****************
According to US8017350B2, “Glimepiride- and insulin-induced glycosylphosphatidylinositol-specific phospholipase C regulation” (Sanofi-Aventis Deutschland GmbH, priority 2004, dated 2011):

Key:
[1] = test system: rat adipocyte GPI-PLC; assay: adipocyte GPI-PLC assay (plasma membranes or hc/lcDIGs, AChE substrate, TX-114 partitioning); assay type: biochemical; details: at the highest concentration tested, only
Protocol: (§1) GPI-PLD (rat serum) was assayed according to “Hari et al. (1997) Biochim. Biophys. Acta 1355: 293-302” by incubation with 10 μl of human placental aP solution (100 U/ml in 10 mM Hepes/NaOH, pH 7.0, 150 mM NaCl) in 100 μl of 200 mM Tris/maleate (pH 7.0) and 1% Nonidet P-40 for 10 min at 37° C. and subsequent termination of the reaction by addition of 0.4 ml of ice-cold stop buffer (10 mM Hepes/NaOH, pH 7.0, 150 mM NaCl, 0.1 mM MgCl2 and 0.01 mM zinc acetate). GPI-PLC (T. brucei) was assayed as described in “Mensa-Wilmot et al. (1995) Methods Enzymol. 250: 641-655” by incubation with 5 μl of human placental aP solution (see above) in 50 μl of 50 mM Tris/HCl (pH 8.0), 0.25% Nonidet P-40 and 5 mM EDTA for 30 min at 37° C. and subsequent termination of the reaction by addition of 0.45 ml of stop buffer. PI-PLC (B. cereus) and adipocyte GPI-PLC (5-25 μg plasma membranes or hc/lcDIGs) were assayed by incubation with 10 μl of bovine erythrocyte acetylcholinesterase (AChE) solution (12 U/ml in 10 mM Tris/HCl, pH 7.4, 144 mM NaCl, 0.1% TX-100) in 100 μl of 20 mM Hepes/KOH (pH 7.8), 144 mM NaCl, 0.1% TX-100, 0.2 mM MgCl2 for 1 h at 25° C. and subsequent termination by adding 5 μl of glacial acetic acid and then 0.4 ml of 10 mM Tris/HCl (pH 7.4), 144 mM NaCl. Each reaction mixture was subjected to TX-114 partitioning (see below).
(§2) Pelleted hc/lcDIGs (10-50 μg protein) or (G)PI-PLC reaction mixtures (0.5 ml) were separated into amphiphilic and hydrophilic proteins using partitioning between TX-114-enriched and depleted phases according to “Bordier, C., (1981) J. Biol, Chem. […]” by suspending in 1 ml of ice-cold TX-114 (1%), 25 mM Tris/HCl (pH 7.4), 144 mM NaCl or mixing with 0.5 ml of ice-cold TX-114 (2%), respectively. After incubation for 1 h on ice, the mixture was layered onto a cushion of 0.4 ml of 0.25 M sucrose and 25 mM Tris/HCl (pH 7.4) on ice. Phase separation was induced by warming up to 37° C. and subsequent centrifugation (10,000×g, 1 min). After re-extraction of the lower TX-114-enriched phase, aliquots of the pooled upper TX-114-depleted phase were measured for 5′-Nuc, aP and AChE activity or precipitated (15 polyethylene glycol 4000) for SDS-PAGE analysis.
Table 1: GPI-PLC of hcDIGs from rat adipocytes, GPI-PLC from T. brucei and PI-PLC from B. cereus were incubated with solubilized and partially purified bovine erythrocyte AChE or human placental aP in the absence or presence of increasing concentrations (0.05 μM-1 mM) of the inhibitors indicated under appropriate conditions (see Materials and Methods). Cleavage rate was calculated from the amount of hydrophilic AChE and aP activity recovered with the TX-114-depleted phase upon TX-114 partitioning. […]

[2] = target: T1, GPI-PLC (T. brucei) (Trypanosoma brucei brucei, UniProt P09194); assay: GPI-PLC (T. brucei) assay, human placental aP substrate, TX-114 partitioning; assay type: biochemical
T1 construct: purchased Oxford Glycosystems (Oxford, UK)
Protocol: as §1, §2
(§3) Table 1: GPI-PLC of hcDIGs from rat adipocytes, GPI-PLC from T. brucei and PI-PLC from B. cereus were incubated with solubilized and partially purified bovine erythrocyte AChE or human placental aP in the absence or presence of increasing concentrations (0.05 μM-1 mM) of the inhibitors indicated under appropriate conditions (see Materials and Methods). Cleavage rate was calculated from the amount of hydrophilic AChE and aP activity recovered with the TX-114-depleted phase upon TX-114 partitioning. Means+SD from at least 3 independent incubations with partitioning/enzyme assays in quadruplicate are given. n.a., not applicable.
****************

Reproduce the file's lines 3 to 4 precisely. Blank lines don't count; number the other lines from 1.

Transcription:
[1] = test system: rat adipocyte GPI-PLC; assay: adipocyte GPI-PLC assay (plasma membranes or hc/lcDIGs, AChE substrate, TX-114 partitioning); assay type: biochemical; details: at the highest concentration tested, only
Protocol: (§1) GPI-PLD (rat serum) was assayed according to “Hari et al. (1997) Biochim. Biophys. Acta 1355: 293-302” by incubation with 10 μl of human placental aP solution (100 U/ml in 10 mM Hepes/NaOH, pH 7.0, 150 mM NaCl) in 100 μl of 200 mM Tris/maleate (pH 7.0) and 1% Nonidet P-40 for 10 min at 37° C. and subsequent termination of the reaction by addition of 0.4 ml of ice-cold stop buffer (10 mM Hepes/NaOH, pH 7.0, 150 mM NaCl, 0.1 mM MgCl2 and 0.01 mM zinc acetate). GPI-PLC (T. brucei) was assayed as described in “Mensa-Wilmot et al. (1995) Methods Enzymol. 250: 641-655” by incubation with 5 μl of human placental aP solution (see above) in 50 μl of 50 mM Tris/HCl (pH 8.0), 0.25% Nonidet P-40 and 5 mM EDTA for 30 min at 37° C. and subsequent termination of the reaction by addition of 0.45 ml of stop buffer. PI-PLC (B. cereus) and adipocyte GPI-PLC (5-25 μg plasma membranes or hc/lcDIGs) were assayed by incubation with 10 μl of bovine erythrocyte acetylcholinesterase (AChE) solution (12 U/ml in 10 mM Tris/HCl, pH 7.4, 144 mM NaCl, 0.1% TX-100) in 100 μl of 20 mM Hepes/KOH (pH 7.8), 144 mM NaCl, 0.1% TX-100, 0.2 mM MgCl2 for 1 h at 25° C. and subsequent termination by adding 5 μl of glacial acetic acid and then 0.4 ml of 10 mM Tris/HCl (pH 7.4), 144 mM NaCl. Each reaction mixture was subjected to TX-114 partitioning (see below).